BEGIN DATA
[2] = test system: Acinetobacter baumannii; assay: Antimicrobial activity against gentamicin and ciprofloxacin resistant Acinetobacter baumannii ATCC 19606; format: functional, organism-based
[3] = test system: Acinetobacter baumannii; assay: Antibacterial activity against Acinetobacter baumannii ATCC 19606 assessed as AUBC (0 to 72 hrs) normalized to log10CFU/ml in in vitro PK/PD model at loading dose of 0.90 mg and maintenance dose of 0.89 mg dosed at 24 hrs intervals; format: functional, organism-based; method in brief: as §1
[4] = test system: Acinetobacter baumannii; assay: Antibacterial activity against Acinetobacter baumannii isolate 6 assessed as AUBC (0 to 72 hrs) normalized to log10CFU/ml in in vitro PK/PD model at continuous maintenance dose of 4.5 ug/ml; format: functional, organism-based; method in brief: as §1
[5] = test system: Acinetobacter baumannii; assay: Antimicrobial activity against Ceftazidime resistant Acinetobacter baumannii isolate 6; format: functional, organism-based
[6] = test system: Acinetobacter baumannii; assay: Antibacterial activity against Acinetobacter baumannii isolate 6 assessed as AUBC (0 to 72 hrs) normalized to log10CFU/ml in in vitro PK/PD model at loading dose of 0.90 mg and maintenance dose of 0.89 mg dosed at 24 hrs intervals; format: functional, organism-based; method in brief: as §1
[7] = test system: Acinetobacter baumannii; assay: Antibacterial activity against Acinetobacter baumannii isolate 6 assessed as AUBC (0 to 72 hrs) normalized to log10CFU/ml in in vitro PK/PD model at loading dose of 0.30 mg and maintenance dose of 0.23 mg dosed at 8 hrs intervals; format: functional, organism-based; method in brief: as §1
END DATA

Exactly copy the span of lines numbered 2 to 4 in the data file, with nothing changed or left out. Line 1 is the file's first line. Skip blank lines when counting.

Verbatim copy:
[3] = test system: Acinetobacter baumannii; assay: Antibacterial activity against Acinetobacter baumannii ATCC 19606 assessed as AUBC (0 to 72 hrs) normalized to log10CFU/ml in in vitro PK/PD model at loading dose of 0.90 mg and maintenance dose of 0.89 mg dosed at 24 hrs intervals; format: functional, organism-based; method in brief: as §1
[4] = test system: Acinetobacter baumannii; assay: Antibacterial activity against Acinetobacter baumannii isolate 6 assessed as AUBC (0 to 72 hrs) normalized to log10CFU/ml in in vitro PK/PD model at continuous maintenance dose of 4.5 ug/ml; format: functional, organism-based; method in brief: as §1
[5] = test system: Acinetobacter baumannii; assay: Antimicrobial activity against Ceftazidime resistant Acinetobacter baumannii isolate 6; format: functional, organism-based